TrolleyMotion's Zurich Conference 2008
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Trolleymotion, the trolleybus action group based in Austria and Germany, spent a year preparing perhaps the most professionally useful trolleybus conference to date, in Zurich between 18th and 19th November 2008.
Despite the local transport operators devotion to trams and because they also have a commitment to a 'high quality of city life' achieved by getting car users onto their very integrated transport system, ZVV also has trolleybuses; and is very pleased with its 25m Hess bi-articulated vehicles on route 31 - they've further improved ZVV's positive view of the mode. Plans exist to convert route 32 and more bus routes could go trolleybus (16,17, 67).
Zurich's 76, a Hess 25m bi-articulated 'Lightram' at the VBZ Hardau depot, with conference delegates at lunch behind.
So said Hans-Peter Sch?r, the director, who had laid on special tours in the 25m Hess 'Lightram' on both days of the conference -the title of which was 'New Horizons for Urban Traffic - Innovative Electric Bus Transit Systems'.
While there were presentations on hybrid buses (Iveco), 'trams on tires' (Translohr) and 'catenary free concepts' (Bombardier and Numexia), most were about trolleybuses; from operators (Zurich, Luzern, Castell?n, Leipzig, Lecce, Bogot?, Lausanne etc.) manufacturers (Solaris, Hess, Irisbus, Viseon, Van Hool etc.) and suppliers (Kummler & Matter, Vossloh Kiepe, Siemens, Cegelec etc.). All aspects were covered, including how topology is important, how electricity producers, like EDF, are committed to promoting the trolleybus, how supercapacitors can be used, guaranteeing traction power supplies, how overhead is planned, why optical guidance on new rapid transit trolleybus schemes is beneficial, and crucially, trolleybus economics.
Arnulf Schuchmann, an expert consultant, gave a detailed talk on what electric systems cost, with the conclusion that trolleybuses cost 80% of diesel buses to operate but twice the investment. 30 year life costing, which assumes trolleybuses need modernizing after 14 years and replacing after 26 years, gave a total equal to that of diesels without factoring in the environmental and health benefits. All this also assumes high usage, which Arnulf repeatedly stressed. The 25m trolleybus is better economically that an 18m version and, he said, the Solingen trolleybus that had been fitted with a supercapacitor is costing 1.8 euro/km whereas a standard trolleybus costs 2.4 euros/km.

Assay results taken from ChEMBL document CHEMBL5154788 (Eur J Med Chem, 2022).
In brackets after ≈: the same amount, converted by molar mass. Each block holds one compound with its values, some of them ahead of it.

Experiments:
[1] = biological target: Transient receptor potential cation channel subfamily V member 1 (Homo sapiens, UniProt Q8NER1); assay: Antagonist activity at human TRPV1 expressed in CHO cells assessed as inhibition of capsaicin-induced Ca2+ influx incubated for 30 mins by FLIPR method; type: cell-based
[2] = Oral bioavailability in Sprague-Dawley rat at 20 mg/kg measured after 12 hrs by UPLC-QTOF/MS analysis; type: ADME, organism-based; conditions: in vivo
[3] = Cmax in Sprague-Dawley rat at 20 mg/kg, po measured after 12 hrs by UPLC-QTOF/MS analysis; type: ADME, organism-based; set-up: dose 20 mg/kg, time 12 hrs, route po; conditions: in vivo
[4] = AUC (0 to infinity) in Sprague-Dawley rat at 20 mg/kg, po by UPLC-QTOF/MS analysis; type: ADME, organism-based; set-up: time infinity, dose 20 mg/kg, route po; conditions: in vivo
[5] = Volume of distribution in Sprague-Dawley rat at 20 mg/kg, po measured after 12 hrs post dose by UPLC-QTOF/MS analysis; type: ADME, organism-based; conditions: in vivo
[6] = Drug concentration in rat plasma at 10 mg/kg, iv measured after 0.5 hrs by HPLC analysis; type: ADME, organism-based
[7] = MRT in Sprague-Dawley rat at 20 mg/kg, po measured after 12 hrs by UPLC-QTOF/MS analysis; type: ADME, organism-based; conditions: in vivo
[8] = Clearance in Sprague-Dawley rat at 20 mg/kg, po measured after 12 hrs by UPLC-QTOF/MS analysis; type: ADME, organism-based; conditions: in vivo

Bombardier showed how their 'Primove' system uses iron plates attached to the underside of a bus to collect 250kW by induction from underground cables laid 70mm away and supercapacitors to even out the power supply. They didn't say what the efficiency is, but did claim the system was a trolleybus without wires. Numexia, an industrial transport company, presented a similar scheme.
Christian Vanna, the Neoplan chief trolleybus engineer, said Neoplan is supporting a management buyout of the Pilsting plant and the formation of a new company, Viseon Bus GmbH, which will continue production of the 'Electroliner' trolleybus. He also bought with him, one of the final Barquisimeto trolleybuses, which, together with a Solaris Trollino from Winterthur toured the bi-articulated trolleybus route 31 for the benefit of attendees.
One of Neoplan's "Electroliner" trolleybuses for Barquisimeto, Venzuela at the Farbhof turning circle in Zurich, with Winterthur 173, a Solaris 18m Trollino.
The conference attracted 250 delegates, more than the 150 expected, and had the slight disadvantage of 2 concurrent sessions to get all 36 presentations into the two days, while also allowing for round table sessions, lunches, dinners, tours and earnest discussions about whether optical guidance is really necessary! Trolleymotion's conference was highly professional and hopefully useful in ensuring the trolleybus continues to succeed around the world.
More details of worldwide Tbus developments are here